ByRicky Derisz, writer at
Staff Writer at MP. "Holy cow, Rick! I didn't know hanging out with you was making me smarter!" Twitter: @RDerisz.
Ricky Derisz

Bruce Lee's life and death are tragically timeless. Lee's time on Earth was cut short in 1973, when he was just 32 years old, yet the martial artist, film star and philosophical treasure made an enormous impact on the world. Lee is still idolized 44 years later, immortalized by his lifetime of work across movies such as The Big Boss (1971) and Enter the Dragon (1973). On top of his contribution to Hollywood and influence in transforming the representation of Asian characters in the film industry, Lee left an unforgettable legacy as one of the most fearsome martial artists of all time.

Part of Lee's impact is due to his fighting style — he created his own martial arts hybrid, Jeet Kune Do. Significantly, the catalyst that fueled Lee's rise to the top was the toughest fight of his career, a private and much-speculated brawl that caused him to reassess his approach to combat.

The upcoming movie Birth of the Dragon focuses on this fight against Wong Jack Man, a real-life event that still looms large thanks to conflicting reports of what really happened. Did Lee win emphatically, or did he struggle?

Two Sides To Every Story

One of the biggest discrepancies in the story is related to why the fight was arranged in the first place. In 1964, five years after Lee had moved back to the US from Hong Kong to teach Western students the traditional Chinese martial art of Wing Chun, Lee was living in San Francisco. He'd set up his own martial arts school, the Jun Fan Gung Institute, and was, by all accounts, kicking up a storm as ardently as he'd roundhouse kick an opponent.

Sure of his ability and willing to take on challenges in the blink of an eye, Lee would promote his school by demonstrating his skills, proudly announcing himself as the toughest fighter in the area. One interpretation of events claims that upon hearing of Lee's arrogance, David Chin, a local practitioner of Wing Chun, identified Wong Jack Man as someone who could knock Lee back into place. Chin worked on a proposal letter with Wong and delivered it to Lee. The date was set.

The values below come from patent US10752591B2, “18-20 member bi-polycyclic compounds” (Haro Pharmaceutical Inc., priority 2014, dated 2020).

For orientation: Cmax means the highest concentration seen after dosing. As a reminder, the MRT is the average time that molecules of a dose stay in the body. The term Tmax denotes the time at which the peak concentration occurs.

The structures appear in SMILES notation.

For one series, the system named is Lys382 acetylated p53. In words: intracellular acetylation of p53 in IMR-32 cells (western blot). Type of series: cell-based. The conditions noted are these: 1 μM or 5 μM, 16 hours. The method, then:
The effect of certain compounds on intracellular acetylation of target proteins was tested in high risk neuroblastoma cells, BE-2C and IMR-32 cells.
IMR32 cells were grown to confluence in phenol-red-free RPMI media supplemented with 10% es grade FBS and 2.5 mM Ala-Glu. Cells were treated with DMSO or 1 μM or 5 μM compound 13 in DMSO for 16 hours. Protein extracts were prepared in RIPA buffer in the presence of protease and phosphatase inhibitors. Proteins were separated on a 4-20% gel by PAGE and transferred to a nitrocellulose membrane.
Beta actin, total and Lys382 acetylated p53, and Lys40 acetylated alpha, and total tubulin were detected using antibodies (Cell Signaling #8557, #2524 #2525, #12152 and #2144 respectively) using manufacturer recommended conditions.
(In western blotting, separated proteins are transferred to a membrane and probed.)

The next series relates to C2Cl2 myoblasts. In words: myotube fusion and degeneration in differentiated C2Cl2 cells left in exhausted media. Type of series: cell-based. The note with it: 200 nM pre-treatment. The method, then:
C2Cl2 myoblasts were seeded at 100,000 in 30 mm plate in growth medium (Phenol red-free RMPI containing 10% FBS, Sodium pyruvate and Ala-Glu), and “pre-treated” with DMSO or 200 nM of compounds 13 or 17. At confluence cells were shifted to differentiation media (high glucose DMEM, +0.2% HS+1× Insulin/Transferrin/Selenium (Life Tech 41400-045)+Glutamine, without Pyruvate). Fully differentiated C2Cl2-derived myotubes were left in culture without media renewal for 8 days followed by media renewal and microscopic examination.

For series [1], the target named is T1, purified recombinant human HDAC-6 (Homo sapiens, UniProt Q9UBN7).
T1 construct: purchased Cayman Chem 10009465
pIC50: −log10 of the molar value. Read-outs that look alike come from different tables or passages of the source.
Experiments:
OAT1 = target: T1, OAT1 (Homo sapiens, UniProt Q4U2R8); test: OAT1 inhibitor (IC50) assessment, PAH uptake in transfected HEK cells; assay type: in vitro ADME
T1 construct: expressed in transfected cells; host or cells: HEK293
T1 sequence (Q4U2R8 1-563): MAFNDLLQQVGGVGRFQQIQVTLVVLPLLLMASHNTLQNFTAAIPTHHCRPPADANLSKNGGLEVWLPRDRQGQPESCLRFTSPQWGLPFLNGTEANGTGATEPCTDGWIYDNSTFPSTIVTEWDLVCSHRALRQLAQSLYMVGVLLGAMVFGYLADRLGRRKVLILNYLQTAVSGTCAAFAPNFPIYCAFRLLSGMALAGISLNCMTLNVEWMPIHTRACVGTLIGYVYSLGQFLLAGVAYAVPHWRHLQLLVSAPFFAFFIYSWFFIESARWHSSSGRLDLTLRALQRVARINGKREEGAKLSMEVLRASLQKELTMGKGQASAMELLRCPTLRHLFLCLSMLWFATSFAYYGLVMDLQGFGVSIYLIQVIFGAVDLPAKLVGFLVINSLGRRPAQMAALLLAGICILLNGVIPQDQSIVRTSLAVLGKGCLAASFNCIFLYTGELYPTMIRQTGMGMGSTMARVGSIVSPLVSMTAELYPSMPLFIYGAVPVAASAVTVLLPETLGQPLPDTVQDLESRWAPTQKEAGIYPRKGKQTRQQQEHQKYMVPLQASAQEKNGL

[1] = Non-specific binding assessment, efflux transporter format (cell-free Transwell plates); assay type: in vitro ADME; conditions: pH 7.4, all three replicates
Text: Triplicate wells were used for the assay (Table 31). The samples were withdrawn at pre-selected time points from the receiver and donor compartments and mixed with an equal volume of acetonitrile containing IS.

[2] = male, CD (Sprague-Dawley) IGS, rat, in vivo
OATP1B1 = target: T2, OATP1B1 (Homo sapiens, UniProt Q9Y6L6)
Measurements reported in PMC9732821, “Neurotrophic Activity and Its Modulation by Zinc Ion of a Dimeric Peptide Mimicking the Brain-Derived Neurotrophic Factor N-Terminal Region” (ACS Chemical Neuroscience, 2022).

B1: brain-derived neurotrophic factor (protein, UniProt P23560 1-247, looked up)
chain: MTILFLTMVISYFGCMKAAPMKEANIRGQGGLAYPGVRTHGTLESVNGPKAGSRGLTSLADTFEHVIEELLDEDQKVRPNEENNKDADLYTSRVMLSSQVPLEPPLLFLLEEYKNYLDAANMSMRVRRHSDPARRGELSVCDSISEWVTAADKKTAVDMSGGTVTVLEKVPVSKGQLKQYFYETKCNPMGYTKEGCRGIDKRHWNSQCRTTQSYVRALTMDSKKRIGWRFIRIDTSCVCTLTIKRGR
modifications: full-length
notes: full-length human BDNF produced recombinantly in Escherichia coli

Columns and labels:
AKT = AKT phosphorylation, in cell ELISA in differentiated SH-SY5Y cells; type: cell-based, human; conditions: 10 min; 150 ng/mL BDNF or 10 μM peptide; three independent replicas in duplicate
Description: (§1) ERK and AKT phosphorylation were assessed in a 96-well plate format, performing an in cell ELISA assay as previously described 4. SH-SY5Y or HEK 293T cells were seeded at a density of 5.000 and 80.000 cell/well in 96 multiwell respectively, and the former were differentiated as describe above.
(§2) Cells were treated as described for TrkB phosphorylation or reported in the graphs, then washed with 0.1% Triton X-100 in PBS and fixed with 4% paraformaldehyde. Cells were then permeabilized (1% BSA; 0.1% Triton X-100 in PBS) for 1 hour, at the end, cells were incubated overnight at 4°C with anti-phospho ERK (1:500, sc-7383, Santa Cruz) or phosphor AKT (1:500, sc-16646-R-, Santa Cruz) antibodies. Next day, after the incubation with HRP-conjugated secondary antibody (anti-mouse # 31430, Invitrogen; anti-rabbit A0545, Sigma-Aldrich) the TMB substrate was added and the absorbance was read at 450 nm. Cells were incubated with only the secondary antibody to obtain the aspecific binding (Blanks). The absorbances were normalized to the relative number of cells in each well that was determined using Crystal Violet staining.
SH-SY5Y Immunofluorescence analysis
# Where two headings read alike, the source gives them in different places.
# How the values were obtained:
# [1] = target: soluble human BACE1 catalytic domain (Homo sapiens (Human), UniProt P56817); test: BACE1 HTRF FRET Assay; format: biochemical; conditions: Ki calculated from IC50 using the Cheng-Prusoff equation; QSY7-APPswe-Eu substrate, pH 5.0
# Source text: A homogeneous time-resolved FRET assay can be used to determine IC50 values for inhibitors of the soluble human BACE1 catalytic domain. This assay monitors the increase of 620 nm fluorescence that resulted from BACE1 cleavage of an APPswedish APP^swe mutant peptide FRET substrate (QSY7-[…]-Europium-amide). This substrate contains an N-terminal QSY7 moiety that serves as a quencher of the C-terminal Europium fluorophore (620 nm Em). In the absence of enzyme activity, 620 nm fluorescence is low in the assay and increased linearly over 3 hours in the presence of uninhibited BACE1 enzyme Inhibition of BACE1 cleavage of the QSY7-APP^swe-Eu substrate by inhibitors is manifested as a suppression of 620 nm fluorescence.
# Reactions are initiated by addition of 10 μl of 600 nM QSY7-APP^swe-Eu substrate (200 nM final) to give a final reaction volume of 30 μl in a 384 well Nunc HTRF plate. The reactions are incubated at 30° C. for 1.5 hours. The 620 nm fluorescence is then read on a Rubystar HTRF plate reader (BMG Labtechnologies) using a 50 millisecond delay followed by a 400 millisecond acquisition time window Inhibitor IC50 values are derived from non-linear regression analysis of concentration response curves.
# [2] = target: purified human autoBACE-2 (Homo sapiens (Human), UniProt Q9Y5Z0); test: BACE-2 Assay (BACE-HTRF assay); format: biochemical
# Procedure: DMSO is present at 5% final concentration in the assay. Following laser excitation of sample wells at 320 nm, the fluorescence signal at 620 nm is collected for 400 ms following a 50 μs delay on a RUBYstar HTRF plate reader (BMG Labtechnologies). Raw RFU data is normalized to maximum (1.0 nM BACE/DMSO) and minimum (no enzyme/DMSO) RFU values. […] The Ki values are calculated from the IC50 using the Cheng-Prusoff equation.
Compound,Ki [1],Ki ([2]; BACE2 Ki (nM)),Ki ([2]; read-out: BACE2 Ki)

Before moving on to the details of the fight, there is another interpretation that has less credibility. Some reports claim that Wong was approached by the Chinese community to battle Lee because of the latter's willingness to teach non-Chinese students. The fight against Wong was tied to a life-changing ultimatum. If Lee won, he could to teach whomever he liked. Lose, and he'd lose his school. It's said a Chinese-only code surrounded the Wing Chun tradition for years, but there is little in the way of proof this was enough to trigger the fight.

A Mismatch In Motivation

On the day of the fight, the doors of Lee's gym didn't only lock the two fighters in, they also locked out access to the true version of events — events that will never be fully or even impartially explained. There are two versions of how the bout unfolded, each in stark contrast to the other. Some claim that Lee won the battle easily in only three minutes, but the accounts of Wong and David Chin paint a different picture.

They claim that Wong kept Lee at bay with relative ease, and the fight lasted from 20 to 25 minutes — an eternity in street fighting. Both parties do, however, agree that Lee took a different approach to the battle, striking Wong instantly after the initial handshake, and raining down a relentless stream of punches and kicks on his opponent. Wong held Lee's attack, defending well and choosing decisive moments to strike, frustrating Lee in the process.

This version of events defined the fight as a draw, with neither fighter getting an edge. Despite his early strike, Lee couldn't finish Wong, while Wong held back and contained his attack without matching Lee's intensity. Rather than turn and run, Wong allegedly tripped on a raised section on the floor, Lee pounced, and witnesses stepped in to stop the fight for fear Lee would get carried away — far from a decisive win.

There is one key factor that points toward Lee facing his toughest ever battle against Wong. The fight influenced Lee to hone his own fighting style, as he felt Wing Chun wasn't as effective as it could be, leading to Lee creating Jeet Kune Do.

Lee was a man sure of his ability, enough to challenge anyone who dared take him on. Would he have been so motivated to change his style had the fight against Wong been an easy victory?

Birth of the Dragon hits theaters on August 25.

What is your favorite Bruce Lee movie? Sound off in the comments below.


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